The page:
Chinatown, Melbourne

From Wikipedia, the free encyclopedia
Jump to: navigation, search
Looking west down Little Bourke Street
Chinese New Year celebrations in Chinatown

Chinatown in Melbourne, Australia is located within the Melbourne city centre, centred at the eastern end of Little Bourke St. It extends between the corners of Swanston and Spring Streets. It is notable for being the longest continuous Chinese settlement in the Western World and one of the oldest Chinatowns in the Southern Hemisphere.[1][2][3]

Since its inception in 1854[4] and the arrival of Chinese immigrants to Melbourne, the city's Chinatown has played an important role in establishing the history and culture of the ethnic Chinese immigrants in Australia. When an increasing interest in an ethnic variety of food and culture peaked in the 1970s and 1980s, Chinatown fuelled the growth of many restaurants, cafes, businesses and places of worship. Today, Melbourne's Chinatown is a major tourist attraction home to a variety of business and well known for its varied restaurants offering cuisines of Chinese, Thai, Japanese, Indian, Malaysian, Vietnamese and Korean origins.[5]


Early history[edit]

Melbourne's Chinatown has a long and illustrious history. It was established during the Victorian gold rush in 1851 when Chinese prospectors came to Australia for the gold rush in search of gold. In late 1854, the first Chinese lodging houses were created in Little Bourke Street and Celestial Avenue (off Little Bourke Street).[4] This particular location was considered convenient for the immigrants, as it was a staging post for new Chinese immigrants as well as supplies en route to the goldfields. It is notable for being the oldest Chinatown in Australia,[6] the oldest continuous Chinese settlement in Australia, and the second longest continuous Chinese settlement in the western world, only because San Francisco's Chinatown was nearly, but not completely destroyed by the 1906 earthquake.[7] The gold rush eventually waned, causing a shift from rural living and an influx of people migrating into metropolitan Melbourne, particularly Little Bourke Street, which already had a predominantly Chinese population.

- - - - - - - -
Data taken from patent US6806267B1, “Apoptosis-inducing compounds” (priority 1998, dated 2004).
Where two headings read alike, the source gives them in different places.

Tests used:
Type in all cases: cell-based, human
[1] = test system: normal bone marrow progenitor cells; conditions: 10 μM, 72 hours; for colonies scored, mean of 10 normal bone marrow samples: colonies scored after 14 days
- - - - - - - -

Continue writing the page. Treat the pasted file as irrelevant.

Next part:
The Chinese established themselves as storekeepers, importers, furniture-makers, herbalists and in the wholesale fruit and vegetable and restaurant industries. Christian churches were built and Chinese political groups and newspapers were subsequently formed.[4] Other members of the Chinese community who lived and worked elsewhere used Chinatown to congregate with friends. The area also provided further support to new Chinese immigrants. Early in its history, during a thriving period in the 1850s, Chinatown housed "salubrious" enterprises including opium dens, brothels and boarding houses, but maintained a distinctly "entrepreneurial air".[8]

From 1900–1920, the Chinatown peaked in terms of population and activity, which was hampered by the 1901 Immigration Restriction Act and a general shift of businesses and residents from the Melbourne's central business district (CBD).[4] The Dim Sim was invented in Chinatown, by William Wing Young, in 1945, at his restaurant Wing Lee, and has become a major snack food in takeaway outlets and Chinese restaurants throughout the entire country. European residents of Melbourne and university students of the city began frequenting Chinatown eateries in the 1930s, leading to gradual mainstream Australian popularity which boomed in the 1960s–70s. This boom was further enlarged by the re-development, at the request of Chinatown entrepreneur David Neng-Hsiang Wang, of Little Bourke Street leading to the archway's of today.[9]